Switzerland will adopt tighter gun controls - steering the country away from a clash with the European Union.
In a binding referendum on Sunday (May 19), voters agreed by a margin of nearly two-to-one to bring Swiss gun laws in line with the EU.
After militants killed scores of people in Paris in 2015, Brussels in 2017 toughened laws against buying semi-automatic rifles and made it easier to track weapons in national databases.
These restrictions apply to non-EU member Switzerland because it's part of Europe's Schengen open-border system, but they had raised concerns among shooting enthusiasts as well as right-wing activists.
They complained the rules would disarm law-abiding citizens and damage Switzerland's national identity.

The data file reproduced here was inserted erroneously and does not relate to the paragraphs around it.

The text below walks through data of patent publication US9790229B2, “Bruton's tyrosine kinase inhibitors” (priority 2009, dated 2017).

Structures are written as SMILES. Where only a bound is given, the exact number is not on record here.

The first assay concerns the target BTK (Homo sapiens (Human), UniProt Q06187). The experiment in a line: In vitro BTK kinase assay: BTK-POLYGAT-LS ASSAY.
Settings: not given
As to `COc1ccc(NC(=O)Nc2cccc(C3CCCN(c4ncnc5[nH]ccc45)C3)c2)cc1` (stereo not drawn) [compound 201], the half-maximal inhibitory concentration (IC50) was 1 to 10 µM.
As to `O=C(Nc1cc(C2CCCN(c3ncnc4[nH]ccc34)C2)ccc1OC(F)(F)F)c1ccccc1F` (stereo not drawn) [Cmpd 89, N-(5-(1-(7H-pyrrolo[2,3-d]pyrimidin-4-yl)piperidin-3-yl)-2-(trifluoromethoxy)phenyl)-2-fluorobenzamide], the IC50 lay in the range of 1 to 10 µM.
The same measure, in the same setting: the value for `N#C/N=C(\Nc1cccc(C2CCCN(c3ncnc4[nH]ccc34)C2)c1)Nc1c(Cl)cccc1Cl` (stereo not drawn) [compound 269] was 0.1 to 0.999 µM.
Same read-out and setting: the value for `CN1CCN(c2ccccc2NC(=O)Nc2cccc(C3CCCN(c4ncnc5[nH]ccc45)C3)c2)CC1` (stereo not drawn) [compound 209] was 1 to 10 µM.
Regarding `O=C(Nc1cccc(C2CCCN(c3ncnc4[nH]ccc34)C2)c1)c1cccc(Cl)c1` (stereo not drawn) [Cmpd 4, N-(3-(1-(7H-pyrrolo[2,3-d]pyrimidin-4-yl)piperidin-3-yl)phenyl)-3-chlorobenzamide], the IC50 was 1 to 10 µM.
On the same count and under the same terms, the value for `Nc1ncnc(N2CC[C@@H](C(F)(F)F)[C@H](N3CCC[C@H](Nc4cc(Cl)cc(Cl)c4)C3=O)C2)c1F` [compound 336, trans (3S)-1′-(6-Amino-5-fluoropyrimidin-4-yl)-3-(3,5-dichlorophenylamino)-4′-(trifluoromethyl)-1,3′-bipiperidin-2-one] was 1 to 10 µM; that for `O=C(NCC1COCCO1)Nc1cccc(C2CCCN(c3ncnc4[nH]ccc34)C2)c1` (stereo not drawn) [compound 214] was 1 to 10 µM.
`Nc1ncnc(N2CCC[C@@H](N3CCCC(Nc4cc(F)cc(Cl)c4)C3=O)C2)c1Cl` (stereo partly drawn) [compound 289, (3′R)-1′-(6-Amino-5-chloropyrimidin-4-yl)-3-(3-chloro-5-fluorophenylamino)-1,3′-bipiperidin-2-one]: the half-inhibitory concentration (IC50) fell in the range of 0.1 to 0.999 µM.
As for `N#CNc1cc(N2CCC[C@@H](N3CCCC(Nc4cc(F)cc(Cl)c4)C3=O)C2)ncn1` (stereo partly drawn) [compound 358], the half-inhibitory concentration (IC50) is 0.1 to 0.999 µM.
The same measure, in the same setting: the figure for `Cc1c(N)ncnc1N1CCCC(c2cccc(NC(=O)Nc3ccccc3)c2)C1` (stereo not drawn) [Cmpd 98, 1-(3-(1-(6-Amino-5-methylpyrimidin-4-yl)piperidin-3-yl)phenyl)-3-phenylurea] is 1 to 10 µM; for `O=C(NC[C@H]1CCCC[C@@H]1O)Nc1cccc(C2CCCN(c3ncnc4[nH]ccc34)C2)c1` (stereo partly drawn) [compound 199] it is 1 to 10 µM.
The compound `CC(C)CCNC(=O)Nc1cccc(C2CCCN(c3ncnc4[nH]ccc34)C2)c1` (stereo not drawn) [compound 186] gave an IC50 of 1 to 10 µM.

But failure to adopt the rule could have forced Switzerland out of the passport-free Schengen zone.
(SOUNDBITE) (French) SWISS BANK EMPLOYEE, PHILIPPE, SAYING: "To me, the new obligations linked to the possession of guns are not that restrictive (white flash).
It is just that Switzerland has to align itself with a system in which it participates." The initial EU proposal had provoked outcry because it meant a ban on the Swiss tradition of ex-soldiers keeping their assault rifles.
However, Swiss officials negotiated concessions for veterans and gun enthusiasts in the country's numerous shooting clubs.